The ZZ plant grows long stems due to a lack of sunlight. When the plant doesn’t get sufficient sunlight, it tries to grow longer stems in search of the sun.
This is why you might see the plant growing in a certain direction. It happens with all houseplants when you keep them in a shaded place or dark room.
It can also turn leggy because of underwatering, environmental stress, and lack of nutrients in the soil. You can easily fix these issues by providing proper sunlight, regular watering, and balanced fertilizers.
Let’s learn more about it in the following guide.
Why Does My ZZ Plant Have Long Stems?
Although I have mentioned the key reasons, the ZZ plant can turn leggy due to various other causes.
What Is A Leggy Plant?
The plant shows leggy growth in the branches (petioles) and stems if it doesn’t receive proper sunlight. Usually, these parts grow in a single and outward direction. While it may look alright in the initial growth phase, you will observe a noticeable difference in the plant’s appearance in later stages.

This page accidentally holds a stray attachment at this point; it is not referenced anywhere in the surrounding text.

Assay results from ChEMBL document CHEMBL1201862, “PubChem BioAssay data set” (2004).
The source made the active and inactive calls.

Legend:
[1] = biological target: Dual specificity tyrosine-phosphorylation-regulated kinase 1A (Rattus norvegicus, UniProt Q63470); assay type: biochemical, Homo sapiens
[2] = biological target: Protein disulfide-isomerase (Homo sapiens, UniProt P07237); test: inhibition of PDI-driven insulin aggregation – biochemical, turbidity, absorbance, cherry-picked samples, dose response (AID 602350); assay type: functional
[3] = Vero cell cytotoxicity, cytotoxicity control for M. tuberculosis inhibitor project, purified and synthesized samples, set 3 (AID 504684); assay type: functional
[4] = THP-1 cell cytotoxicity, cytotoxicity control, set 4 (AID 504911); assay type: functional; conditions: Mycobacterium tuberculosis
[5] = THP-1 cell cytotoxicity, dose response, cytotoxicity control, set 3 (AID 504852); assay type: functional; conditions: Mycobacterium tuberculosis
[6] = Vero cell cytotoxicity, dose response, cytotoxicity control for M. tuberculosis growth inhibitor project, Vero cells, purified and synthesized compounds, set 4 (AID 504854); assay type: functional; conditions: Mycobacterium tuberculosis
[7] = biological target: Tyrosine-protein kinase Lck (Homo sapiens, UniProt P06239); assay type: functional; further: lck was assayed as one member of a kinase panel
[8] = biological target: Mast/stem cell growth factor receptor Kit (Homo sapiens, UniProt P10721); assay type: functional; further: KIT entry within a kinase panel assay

Here are the main reasons for long stems on your ZZ plant –
- Lack Of Sunlight
- Unidirectional Sunlight
- Environmental Stress
- Lack Of Space In The Pot
If the ZZ plant is suffering from any of these issues, it’s likely to face problems in terms of long stems, leggy and irregular growth.
Let’s understand these causes in more detail below.
1. Lack Of Sunlight
It is the primary reason for the legginess in your ZZ plant.
When you grow your plant in a dim room or under artificial lights, it exhibits unidirectional growth over time. Of course, it is an indoor plant, but it still requires light to produce food and nutrients for survival as well as growth.